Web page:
Plant-based milk company Oatly (OTLY -2.63%), a master of "liquid oat technology," went public earlier this month. The company's products, which include oat milk, oat-based yogurt, oat-based ice cream, and a variety of other oat-based items, have been growing in popularity in the U.S.
Here are five things anyone considering investing in Oatly stock should know.
1. Oat milk is having a moment
Go into any coffee shop and chances are good that oat milk is on the menu. Just a few years ago, oat milk wasn't a thing in the U.S. Today, it accounts for about 14% of the plant-based milk retail market.
Soy milk was big for a while. Then came almond milk, which still dominates the U.S. plant-based milk market today. Oat milk is on the rise, and if its trajectory in the U.S. follows Sweden, the U.K., and Germany, oat milk will be the new favorite within a few years.
This trend is mostly being driven by Oatly, with its punchy advertising and effective brand building. When it enters a new market, Oatly first focuses on coffee shops to build brand awareness. That brand awareness then drives sales of Oatly products through retail channels.
Oat milk may turn out to be a trend that eventually fades away in favor of some other alternative. But for now, oat milk is only getting more popular.
2. The growth opportunity is huge
Oatly generated $421 million of revenue in 2020, more than double what it produced in 2019. The global plant-based diary retail market was worth $18 billion last year, and the market could grow at a double-digit pace for years as consumers turn away from cow's milk for environmental and health reasons, both real and perceived.
This isn't the place to discuss whether a concoction of oats, vegetable oil, and water is healthier than cow's milk, or almond milk, or any of the other alternatives. What people believe is what matters for Oatly's growth prospects, and the company's successful marketing certainly pushes the health angle.
Plant-based milk accounts for 9% of global diary milk sales. A growing market for plant-based milk relative to cow's milk and a growing proportion of oat milk sales relative to other plant-based milks gives Oatly plenty of room to grow in the coming years.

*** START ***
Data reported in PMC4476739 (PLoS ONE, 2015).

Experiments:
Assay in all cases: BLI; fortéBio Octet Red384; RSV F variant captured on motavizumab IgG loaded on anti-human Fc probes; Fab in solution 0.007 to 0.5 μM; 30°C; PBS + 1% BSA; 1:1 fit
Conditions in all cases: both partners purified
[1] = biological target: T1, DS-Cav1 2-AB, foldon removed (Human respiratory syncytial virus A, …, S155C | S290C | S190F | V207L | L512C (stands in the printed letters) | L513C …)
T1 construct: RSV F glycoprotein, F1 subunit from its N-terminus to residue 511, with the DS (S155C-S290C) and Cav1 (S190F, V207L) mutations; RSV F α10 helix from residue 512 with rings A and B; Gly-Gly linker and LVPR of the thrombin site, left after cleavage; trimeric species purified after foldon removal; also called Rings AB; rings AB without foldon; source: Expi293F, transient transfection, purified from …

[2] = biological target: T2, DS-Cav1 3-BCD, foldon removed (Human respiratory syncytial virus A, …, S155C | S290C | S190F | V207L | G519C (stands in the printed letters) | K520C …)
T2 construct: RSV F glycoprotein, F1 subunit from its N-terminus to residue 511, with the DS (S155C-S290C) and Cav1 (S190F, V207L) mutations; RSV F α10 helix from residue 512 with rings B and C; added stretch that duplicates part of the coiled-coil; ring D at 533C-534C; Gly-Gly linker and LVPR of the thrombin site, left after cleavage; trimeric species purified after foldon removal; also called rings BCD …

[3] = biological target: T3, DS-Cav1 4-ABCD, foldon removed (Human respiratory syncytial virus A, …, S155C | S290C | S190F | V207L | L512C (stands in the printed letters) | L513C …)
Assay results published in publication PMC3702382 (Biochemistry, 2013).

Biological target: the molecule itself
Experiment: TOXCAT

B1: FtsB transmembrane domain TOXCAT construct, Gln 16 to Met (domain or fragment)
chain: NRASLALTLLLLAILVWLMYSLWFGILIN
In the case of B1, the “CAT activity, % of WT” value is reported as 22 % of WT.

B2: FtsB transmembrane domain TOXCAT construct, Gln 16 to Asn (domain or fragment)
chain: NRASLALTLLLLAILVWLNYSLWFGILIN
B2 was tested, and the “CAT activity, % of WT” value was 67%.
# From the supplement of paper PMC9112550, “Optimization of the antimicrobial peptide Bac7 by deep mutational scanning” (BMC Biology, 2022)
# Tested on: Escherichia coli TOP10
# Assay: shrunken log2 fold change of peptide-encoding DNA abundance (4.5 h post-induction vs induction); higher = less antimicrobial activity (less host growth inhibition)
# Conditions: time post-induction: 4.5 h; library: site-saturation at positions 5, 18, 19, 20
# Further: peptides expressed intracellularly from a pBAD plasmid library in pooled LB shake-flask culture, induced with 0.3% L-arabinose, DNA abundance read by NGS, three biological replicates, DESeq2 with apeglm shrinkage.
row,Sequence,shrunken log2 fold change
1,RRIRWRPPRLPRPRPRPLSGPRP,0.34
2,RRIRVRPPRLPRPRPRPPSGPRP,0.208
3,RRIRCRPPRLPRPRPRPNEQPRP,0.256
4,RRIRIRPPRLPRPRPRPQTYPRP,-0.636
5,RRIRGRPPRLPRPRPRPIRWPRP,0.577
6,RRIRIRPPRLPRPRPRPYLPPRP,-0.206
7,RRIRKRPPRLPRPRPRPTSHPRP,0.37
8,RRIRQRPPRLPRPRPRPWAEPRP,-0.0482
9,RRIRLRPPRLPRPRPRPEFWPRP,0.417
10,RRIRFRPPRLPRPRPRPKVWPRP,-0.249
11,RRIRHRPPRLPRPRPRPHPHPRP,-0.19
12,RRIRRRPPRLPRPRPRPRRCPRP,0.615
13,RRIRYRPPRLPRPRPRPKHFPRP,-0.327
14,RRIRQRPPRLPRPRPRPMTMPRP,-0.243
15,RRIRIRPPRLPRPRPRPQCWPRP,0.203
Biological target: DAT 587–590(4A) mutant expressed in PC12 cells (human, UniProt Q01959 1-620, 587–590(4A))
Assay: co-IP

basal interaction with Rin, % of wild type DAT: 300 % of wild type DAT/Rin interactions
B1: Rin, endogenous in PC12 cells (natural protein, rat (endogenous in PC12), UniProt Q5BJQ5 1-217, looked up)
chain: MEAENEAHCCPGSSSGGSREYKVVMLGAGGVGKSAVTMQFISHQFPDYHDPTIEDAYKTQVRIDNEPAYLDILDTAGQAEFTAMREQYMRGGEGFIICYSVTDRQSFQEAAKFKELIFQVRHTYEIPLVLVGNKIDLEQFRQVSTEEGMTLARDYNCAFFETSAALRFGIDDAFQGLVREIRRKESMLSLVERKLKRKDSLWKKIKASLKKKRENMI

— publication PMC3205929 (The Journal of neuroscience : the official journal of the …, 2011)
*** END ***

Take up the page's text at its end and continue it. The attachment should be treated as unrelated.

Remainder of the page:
3. Oatly is not profitable
One kind of surprising thing about Oatly is that the company is not even close to turning a profit. Despite its core product being comprised of inexpensive ingredients and retailing for around $5 per half gallon in the U.S., far more than standard cow's milk, the company only managed a gross margin of around 30%.
Selling, general, and administrative costs totaled $168 million in 2020, about 40% of revenue. Marketing expenses are probably a big part of those costs, although the company doesn't appear to break out marketing costs directly.
Oatly booked an operating loss of $47 million and a net loss of $60 million for 2020. Both metrics worsened from 2019. Cash flow from operations was also negative, and the company is pouring cash into expansion.
4. Oatly is going all-in on expansion
Oatly is expecting demand for its product to soar in the coming years. To be able to meet that demand, the company has big spending plans:
|Year||Capital Spending Guidance|
|2021||$350 million to $400 million|
|2022||$300 million to $400 million|
|2023||$100 million to $200 million|
Oatly could spend as much as $1 billion over the next three years building up capacity for its oat-based products, which means free cash flow will almost certainly remain deep in the red. If Oatly is right about demand, this expansion could pay off in a big way down the road. If it's wrong about demand, or if competition limits its market share in the U.S., the company may have to dial back its ambitions.
5. The stock is very expensive
Oatly is valued at about $12.5 billion as of this writing. That's about 30 times sales, although sales are growing very quickly, to be fair.
For comparison, meat substitute pioneer Beyond Meat is valued at about $8 billion and produced revenue of $325 million in 2020 compared to Oatly's $421 million. Neither company is profitable, and both companies are going up against commodity products.
Oatly needs to keep growing sales quickly, it needs to eventually prove that selling oat milk is a profitable endeavor, and it needs to fend off competition. Does Oatly have some kind of advantage over competing oat milks? It has a long history crafting oat-based products, but that may not matter much if alternatives are less expensive.
Oatly is dominant in its home market of Sweden. If it can repeat that success in the U.S., the stock could certainly grow into its valuation. But that's a big if.